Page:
Life in the slow lane

The double carport garage is a common status symbol in the suburbs. For many generations, the image of the family home with the spacious carport attached for all the kids’ bikes and camping gear, and the two cars, was what dreams were made of. And yet, in reality, the variety of equipment stacked inside was rarely used. It sat there, gathering dust and cobwebs, families too busy working to pay it off to really enjoy it.

It was known as “keeping up with the Joneses” and it was the definition of success.

Brooke McAlary believed in it. As a small business owner, wife and soon-to-be mum of two, she believed she had followed the rules and was doing what she should. She had the house and the garage full of “stuff”, so surely that meant she’d made it?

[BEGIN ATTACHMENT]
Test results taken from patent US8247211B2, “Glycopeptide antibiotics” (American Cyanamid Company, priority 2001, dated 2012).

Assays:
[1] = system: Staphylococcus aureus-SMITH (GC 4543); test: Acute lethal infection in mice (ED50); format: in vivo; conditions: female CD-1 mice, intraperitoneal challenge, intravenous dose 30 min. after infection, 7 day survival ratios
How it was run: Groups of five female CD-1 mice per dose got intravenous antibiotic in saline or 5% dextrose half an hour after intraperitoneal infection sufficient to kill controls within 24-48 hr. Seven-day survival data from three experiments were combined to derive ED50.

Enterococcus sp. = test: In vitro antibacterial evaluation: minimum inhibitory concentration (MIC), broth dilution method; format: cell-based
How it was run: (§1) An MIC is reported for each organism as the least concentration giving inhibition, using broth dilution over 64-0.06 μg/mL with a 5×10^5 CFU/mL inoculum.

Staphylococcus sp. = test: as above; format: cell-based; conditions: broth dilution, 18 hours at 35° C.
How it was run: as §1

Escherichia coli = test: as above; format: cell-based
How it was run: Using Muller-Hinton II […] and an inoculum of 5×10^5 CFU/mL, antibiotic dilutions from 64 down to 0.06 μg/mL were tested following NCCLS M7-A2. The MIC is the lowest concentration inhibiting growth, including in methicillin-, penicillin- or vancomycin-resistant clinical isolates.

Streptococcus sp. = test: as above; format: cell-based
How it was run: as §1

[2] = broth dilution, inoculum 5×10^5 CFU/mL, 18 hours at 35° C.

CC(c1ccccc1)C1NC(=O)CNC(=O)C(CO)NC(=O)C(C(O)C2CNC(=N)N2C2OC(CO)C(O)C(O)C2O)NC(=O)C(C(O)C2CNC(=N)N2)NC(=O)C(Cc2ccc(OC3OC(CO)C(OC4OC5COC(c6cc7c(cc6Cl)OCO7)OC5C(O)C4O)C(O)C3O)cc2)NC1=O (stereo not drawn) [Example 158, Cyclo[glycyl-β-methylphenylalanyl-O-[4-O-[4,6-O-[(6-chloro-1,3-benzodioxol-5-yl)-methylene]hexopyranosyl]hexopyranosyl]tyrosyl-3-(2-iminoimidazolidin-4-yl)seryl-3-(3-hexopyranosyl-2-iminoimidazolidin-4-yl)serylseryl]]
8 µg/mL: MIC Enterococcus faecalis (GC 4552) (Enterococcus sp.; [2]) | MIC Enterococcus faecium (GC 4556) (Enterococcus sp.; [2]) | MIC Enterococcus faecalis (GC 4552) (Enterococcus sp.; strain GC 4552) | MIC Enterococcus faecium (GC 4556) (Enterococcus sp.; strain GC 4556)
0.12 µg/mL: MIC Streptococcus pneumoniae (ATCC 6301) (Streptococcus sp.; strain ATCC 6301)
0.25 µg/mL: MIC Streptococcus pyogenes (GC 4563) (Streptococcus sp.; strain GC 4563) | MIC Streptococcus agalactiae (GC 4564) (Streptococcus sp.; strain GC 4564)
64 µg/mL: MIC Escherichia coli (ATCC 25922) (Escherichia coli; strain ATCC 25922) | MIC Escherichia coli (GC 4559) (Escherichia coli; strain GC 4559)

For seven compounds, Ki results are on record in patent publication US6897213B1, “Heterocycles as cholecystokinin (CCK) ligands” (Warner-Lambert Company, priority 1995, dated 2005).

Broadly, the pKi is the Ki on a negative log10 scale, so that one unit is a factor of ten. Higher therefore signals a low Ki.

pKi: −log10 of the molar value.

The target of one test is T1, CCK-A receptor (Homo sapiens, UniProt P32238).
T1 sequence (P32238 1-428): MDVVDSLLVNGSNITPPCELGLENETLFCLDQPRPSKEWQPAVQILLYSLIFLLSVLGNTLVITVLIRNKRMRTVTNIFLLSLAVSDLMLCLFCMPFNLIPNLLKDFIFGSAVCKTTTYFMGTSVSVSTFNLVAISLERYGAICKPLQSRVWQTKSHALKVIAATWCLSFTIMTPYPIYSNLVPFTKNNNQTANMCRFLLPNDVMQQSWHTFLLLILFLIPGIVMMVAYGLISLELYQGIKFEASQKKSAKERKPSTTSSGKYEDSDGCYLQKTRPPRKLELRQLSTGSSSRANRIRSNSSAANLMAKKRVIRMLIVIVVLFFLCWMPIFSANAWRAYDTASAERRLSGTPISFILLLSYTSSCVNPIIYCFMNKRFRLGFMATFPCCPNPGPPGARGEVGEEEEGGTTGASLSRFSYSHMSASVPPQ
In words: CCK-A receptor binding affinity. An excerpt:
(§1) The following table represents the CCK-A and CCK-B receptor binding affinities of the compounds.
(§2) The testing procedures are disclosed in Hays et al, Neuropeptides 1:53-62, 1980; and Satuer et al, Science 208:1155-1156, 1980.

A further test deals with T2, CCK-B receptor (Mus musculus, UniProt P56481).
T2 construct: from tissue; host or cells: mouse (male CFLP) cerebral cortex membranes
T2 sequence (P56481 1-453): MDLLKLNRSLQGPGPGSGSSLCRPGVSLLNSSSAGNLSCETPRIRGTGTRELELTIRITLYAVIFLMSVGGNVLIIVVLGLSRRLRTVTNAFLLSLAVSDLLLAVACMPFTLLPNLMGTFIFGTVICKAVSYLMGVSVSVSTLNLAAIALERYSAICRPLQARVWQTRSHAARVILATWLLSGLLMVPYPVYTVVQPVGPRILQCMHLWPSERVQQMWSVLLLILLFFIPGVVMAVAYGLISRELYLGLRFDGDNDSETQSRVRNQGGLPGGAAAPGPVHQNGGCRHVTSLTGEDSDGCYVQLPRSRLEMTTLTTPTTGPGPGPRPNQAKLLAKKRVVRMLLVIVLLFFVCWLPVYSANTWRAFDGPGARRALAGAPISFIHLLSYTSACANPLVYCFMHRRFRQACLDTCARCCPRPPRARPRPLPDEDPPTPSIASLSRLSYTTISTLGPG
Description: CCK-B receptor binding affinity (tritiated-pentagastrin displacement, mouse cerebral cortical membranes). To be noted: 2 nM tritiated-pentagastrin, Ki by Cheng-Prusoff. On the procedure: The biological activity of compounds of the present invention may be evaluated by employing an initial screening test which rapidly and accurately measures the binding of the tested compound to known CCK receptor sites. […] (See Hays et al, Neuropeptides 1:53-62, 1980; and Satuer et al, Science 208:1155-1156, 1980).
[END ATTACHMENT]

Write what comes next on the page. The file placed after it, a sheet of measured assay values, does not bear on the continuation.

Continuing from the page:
It took a breakdown, including severe postnatal depression, to realise the truth about that dream. And after a slow recovery in which she questioned all her former beliefs about “success”, McAlary is now connecting with millions around the globe who are also asking the question: Is keeping up with the Joneses really worth it?

The promise of happiness

There is an unspoken formula that we are all meant to follow: get a job,

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